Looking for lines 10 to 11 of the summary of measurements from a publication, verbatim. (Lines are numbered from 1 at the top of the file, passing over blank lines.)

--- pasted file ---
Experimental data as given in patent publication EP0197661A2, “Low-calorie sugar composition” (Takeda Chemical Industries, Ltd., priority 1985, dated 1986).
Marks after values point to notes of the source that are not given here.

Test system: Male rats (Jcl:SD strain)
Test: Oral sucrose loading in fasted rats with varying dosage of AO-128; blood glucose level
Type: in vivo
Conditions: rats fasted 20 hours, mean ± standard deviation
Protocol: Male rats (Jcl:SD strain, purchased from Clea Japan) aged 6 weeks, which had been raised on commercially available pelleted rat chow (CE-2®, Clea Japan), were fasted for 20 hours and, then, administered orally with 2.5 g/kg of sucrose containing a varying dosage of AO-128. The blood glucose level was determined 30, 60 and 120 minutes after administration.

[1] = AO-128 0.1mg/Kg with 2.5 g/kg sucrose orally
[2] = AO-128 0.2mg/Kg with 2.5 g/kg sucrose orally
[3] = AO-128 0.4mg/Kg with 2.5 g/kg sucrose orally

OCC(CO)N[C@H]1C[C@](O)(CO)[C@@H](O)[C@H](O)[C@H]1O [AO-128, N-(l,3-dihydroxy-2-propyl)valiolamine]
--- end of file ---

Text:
[3] = AO-128 0.4mg/Kg with 2.5 g/kg sucrose orally

OCC(CO)N[C@H]1C[C@](O)(CO)[C@@H](O)[C@H](O)[C@H]1O [AO-128, N-(l,3-dihydroxy-2-propyl)valiolamine]